Summer and the Mountain Summer Moon

Friday gratefuls: Irv and Paul and me. Tom. David. Roxann. Veronica’s Bat Mitzvah party. MVP. Responsibility. Achariyut. La Tienda. Tastes of Spain. Leo back with his dad. Diane. The 4th of July. Our country, right and wrong. Joe Biden. Aging. He of the flappy suits and the too long ties. Democracy. Its frailties. Its strengths. Our flag. Which belongs to no camp of our politics.

                                                                 Sparks of Joy and Awe

One brief shining: Picked chicken wings at the GQcue Barbecue in Lakewood, Green Beans and Barbecue Beans, went to a booth with my standing number-12-and sat waiting on Alan to get his brisket and Turkey, outside cars went by on Alaska Avenue in this suburban neighborhood of three story newer apartment buildings with exposed brick and lots of metal, the heat of another 4th of July rising from the asphalt, making the Trees welcome purveyors of shade, celebrating a holiday with a friend. Yes.


Mountain nights. Cool down into the mid-fifties, often the high forties. Important reason that Kate felt she was always on vacation here. Mountain Summers.

The Mountains suited both of us. Scenic. Neighbors spread out and views around every corner. Cool nights in the Summer and lots of Snow in the Winter. Spectacular gold and green Autumns. Wild neighbors swinging by every once in a while. Quiet. Dog friendly. No sidewalks. Little traffic.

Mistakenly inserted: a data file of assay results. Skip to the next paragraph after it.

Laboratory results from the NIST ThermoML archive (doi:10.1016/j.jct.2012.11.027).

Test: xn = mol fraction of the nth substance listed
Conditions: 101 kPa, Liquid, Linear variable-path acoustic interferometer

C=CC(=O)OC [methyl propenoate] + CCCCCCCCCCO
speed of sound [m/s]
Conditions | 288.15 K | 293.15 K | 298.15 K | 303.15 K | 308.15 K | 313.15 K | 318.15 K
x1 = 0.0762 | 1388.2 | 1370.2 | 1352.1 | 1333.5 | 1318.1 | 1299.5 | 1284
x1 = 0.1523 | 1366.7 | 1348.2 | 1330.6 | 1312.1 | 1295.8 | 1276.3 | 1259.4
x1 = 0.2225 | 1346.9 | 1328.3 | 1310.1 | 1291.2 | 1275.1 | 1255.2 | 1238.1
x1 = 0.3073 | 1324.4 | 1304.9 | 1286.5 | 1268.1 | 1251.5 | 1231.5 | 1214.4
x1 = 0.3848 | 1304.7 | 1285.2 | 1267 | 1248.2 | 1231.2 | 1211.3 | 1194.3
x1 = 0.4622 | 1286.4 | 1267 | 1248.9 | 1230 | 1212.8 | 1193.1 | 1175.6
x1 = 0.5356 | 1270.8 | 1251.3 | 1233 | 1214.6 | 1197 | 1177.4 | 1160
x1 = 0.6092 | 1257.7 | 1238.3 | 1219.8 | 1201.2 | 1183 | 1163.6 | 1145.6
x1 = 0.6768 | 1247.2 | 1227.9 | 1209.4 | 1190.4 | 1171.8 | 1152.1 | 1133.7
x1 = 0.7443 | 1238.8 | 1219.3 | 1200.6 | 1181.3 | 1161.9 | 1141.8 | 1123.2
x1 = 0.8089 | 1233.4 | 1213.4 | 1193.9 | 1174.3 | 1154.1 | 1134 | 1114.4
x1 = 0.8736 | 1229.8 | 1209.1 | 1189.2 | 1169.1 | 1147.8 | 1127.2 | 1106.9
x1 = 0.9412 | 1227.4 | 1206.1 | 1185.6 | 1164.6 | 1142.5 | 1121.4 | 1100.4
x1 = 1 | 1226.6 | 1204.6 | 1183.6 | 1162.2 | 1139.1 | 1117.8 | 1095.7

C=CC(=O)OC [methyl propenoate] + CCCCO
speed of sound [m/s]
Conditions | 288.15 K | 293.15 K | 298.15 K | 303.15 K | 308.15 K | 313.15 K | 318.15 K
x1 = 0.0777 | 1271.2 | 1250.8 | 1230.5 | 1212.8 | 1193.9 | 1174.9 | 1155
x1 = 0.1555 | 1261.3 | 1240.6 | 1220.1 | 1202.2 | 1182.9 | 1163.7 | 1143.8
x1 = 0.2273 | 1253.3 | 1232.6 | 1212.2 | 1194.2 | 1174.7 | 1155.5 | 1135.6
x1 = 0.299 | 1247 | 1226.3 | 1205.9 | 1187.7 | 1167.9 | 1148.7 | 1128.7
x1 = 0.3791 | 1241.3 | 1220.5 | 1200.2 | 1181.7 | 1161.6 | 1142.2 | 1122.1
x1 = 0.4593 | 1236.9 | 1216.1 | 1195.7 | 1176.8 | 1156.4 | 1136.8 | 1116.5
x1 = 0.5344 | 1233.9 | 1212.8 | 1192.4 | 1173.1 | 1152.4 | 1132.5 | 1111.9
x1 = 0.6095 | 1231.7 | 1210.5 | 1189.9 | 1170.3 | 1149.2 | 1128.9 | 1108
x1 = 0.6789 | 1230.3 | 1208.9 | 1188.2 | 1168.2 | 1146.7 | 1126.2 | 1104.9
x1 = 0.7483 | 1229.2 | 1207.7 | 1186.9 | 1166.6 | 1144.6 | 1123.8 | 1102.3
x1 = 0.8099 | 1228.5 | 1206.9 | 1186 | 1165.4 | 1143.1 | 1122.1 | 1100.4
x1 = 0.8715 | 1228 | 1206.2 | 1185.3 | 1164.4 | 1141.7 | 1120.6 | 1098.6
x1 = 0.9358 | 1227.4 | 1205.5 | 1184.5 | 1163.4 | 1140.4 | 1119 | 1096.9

And, it turned out, Jews. Mountain Jews. Kate’s life complete as she lived a Jewish life at Congregation Beth Evergreen. What a blessing for her. For me.


The after debate debate. Will he leave on his own? Or, will he be forced out? I read an interesting article by a geriatrician in the NYT yesterday. She talked about frailty*, about how it can slip up on us as we age, rendering us more vulnerable to illness, trauma, exhaustion. She never says Biden is frail, but she implied it by writing the article.

At 77 I’m only three and a half years from my 81st birthday. Gives me a certain perspective. It’s important to note that frailty does not equal diminished mental capacity. It’s about resilience, about stamina. I can only imagine the strain working the long hours of a Presidency might do to me. I wonder, from time to time, if I’m still up to managing this house. A far, far cry from a nation. Especially a nation in as fraught a time as ours.

Of course, the one who would wreck our country is 78. He also has the rambles and the teeters. What might we do with him if he dies or becomes disabled in office? Let Bannon or Miller seize the reins like Woodrow Wilson’s wife did after his stroke?

We’re at a very unusual moment in our national history, trying to sort out on the fly what age has to do with capacity to lead. We may have to find out. I hope not.



*”“Frailty” is not just a colloquial term; it’s a measurable clinical syndrome, first characterized by the geriatrician and public health expert Dr. Linda Fried, that describes a generalized decrease in physiological resilience to stress, injury and illness…

Dr. Patricia Cantley has written about a useful analogy that she offers to frail patients and their loved ones to explain what’s going on: A beautiful, skillfully assembled paper boat sailing on a pond may look great and sail without difficulty as long as the water is calm and the sun is shining. But should a gust of wind or a wave come up unexpectedly, the paper boat is vulnerable to damage, may tip over easily and is unlikely to be righted and sail as well as before.”